Rescorla-Wagner, Skinner, QM and a rant about the ‘building blocks’ model going around.

Thank you for bringing up Rescorla-Wagner. You brought me back: My interesting in behaviorism stopped at Skinner and usual extensions of interest are more Skinner-ish – but I remember Rescorla-Wagner now.

Even with his flaws, nobody could question that Skinner was doing some excellent science. Awkward and uncomfortable and yes, I believe he went too far in a number of areas (opinion), nevertheless, the dude has my respect.
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I love QM – a number of my friends are working in the field (hint: not many jobs), working on their doctorates (hint: won’t be many QM jobs but businesses LOVE ppl with Theoretical Physics degrees over MBAs.. and happily pay for it) – and the thing is:

it cant handle many bodied systems. Even few bodied systems it struggles with.

The “building blocks” model is a model of wish and hope at present.

I see a lot of attempts to reinvent the wheel by finding quantum mechanical explanations for things that ALREADY have fantastic working theories that are function…. and here comes SOMEBODY always publishing a paper saying, “yeah yeah, your old theories ain’t quantum so let’s just get rid of them” – which is fine to try… but it does the public a disservice because here come the press reports “Quantum holds the key to understanding [something-something] in biology]” and you read it and it’s like, “ok, dubious and existing theories IN BIOLOGY work fine and great. Go away QM and stick to your own field”.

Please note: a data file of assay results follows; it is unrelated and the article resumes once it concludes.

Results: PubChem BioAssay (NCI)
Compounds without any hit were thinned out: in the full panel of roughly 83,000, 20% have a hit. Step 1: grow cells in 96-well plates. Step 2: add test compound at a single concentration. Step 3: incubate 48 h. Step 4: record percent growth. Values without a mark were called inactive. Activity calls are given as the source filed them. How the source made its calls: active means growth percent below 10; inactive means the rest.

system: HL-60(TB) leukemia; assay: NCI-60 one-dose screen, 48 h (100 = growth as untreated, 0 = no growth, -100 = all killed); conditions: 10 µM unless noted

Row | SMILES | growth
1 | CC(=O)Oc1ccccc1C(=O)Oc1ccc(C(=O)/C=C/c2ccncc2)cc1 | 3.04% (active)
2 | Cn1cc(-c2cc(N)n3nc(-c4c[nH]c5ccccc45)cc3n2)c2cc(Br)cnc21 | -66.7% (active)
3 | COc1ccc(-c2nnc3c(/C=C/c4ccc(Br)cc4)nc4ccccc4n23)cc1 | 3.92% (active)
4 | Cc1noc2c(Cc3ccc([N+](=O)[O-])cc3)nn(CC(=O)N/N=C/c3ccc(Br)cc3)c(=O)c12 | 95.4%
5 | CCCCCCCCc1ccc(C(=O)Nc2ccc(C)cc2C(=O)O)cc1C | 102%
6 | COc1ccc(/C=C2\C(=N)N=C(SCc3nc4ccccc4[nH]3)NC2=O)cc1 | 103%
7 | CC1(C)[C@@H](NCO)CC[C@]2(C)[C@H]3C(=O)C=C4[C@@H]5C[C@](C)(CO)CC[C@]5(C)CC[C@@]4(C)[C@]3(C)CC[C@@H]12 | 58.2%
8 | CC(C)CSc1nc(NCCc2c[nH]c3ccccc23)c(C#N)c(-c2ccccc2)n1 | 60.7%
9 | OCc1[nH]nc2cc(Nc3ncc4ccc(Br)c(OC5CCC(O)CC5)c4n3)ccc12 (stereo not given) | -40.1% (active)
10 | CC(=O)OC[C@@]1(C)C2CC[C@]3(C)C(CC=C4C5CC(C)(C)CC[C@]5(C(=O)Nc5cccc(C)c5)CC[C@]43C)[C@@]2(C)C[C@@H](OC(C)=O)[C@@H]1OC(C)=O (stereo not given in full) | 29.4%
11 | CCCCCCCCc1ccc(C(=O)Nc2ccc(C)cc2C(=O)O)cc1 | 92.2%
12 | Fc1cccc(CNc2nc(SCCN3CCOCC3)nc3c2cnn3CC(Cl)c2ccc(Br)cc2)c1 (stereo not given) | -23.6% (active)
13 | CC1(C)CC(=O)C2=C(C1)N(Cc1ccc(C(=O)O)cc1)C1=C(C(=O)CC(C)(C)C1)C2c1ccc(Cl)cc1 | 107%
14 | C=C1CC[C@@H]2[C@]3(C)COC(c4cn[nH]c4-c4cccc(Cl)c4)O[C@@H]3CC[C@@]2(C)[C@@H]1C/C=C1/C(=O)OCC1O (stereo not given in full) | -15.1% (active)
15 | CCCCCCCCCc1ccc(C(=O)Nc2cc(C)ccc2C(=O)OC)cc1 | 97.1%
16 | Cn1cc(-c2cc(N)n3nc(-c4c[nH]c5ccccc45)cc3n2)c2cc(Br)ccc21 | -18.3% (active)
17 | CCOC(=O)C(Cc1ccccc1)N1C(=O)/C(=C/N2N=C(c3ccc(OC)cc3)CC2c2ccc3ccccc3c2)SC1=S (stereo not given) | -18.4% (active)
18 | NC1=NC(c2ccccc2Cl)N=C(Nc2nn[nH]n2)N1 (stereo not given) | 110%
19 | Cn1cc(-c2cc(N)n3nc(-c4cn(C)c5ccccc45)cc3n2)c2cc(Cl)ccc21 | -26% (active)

But it gets the press. Makes everybody want to be theoretical physicists and nobody want to be biologists. SOMEBODY’s gotta go out there and catalog undiscovered species. Sometimes I want to shoot the science channel for pushing the LEAST scientific of scientific disciplines and saying THIS IS REAL SCIENCE unlike the others that are only playing…

except they’re not playing.

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Indeed. I look at it this way:
It’s good for what it’s good for, and it’s not good at what it’s not good at.

Crossing fields _can_ be useful at times – but behaviorism isn’t equipped to study cognition in depth in the way that psychology (now Cognitive Psychology – we have such great tools now, although even the fMRI needs improvement) can.

Hence, different foci, different fields.

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